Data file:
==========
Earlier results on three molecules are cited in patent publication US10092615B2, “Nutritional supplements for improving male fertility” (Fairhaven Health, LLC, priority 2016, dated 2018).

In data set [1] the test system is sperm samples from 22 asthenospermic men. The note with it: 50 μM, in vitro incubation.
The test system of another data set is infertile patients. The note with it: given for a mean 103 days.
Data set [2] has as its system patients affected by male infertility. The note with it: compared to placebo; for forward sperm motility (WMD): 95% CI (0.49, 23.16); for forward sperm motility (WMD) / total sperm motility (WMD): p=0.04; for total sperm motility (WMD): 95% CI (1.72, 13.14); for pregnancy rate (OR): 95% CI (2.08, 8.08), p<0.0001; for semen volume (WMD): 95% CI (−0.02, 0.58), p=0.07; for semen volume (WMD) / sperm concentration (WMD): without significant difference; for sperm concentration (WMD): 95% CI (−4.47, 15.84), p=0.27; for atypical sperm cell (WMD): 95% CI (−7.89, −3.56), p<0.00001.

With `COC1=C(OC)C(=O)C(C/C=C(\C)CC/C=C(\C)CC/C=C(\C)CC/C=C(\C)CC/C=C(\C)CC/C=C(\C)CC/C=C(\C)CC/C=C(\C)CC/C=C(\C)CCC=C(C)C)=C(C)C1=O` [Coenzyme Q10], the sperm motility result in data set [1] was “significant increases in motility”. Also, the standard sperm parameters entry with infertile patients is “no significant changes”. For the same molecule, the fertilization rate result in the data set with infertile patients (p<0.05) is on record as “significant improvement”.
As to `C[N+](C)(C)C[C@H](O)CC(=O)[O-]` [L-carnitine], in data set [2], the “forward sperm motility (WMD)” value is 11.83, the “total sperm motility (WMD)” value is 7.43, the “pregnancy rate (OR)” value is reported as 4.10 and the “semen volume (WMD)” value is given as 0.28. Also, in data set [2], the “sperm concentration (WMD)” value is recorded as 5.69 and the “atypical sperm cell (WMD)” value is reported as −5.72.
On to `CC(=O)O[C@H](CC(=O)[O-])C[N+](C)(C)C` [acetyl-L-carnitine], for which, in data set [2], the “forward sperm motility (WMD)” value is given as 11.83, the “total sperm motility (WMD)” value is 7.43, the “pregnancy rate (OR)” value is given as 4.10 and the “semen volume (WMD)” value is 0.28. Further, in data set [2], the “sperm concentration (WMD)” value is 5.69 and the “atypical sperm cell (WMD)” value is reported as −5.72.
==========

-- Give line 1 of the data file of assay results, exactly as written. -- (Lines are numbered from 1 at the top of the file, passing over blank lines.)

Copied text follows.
Earlier results on three molecules are cited in patent publication US10092615B2, “Nutritional supplements for improving male fertility” (Fairhaven Health, LLC, priority 2016, dated 2018).